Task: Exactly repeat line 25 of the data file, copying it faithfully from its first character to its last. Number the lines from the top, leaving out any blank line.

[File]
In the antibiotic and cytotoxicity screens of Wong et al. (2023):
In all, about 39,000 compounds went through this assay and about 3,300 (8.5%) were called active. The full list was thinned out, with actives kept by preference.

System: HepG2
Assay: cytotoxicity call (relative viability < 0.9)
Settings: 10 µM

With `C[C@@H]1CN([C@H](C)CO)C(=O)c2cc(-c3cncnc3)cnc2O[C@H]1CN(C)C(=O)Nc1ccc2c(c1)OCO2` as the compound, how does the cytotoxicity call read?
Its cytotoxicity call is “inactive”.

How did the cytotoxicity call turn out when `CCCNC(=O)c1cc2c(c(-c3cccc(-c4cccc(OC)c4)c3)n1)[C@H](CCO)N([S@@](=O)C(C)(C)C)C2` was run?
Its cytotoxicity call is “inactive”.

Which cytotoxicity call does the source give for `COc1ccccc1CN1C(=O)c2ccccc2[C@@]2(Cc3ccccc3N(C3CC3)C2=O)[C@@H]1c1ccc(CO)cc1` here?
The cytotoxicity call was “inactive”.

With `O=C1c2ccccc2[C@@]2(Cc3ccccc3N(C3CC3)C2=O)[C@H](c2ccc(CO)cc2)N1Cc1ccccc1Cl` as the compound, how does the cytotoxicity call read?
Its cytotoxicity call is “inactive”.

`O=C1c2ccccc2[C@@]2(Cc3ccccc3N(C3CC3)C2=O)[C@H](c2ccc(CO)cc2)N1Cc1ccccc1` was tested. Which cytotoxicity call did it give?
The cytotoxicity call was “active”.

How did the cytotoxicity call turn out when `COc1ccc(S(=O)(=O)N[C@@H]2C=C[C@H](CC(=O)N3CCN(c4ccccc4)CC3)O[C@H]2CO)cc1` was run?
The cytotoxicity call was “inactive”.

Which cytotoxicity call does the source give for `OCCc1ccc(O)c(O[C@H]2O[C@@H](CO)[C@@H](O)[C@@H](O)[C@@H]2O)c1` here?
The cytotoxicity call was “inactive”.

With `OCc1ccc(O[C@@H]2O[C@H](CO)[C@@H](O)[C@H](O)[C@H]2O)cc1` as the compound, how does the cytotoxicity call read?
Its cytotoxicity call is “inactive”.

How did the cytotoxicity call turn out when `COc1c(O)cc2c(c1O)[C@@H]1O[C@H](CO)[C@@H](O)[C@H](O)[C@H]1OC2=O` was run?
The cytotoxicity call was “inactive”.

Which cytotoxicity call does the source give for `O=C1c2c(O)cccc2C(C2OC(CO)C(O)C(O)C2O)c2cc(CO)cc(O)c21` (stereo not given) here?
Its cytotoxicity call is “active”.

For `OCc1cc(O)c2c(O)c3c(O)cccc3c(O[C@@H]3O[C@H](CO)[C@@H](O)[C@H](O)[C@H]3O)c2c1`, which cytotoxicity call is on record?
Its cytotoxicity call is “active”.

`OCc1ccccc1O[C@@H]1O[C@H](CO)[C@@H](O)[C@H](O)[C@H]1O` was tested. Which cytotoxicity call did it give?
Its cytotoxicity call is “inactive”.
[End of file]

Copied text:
Its cytotoxicity call is “active”.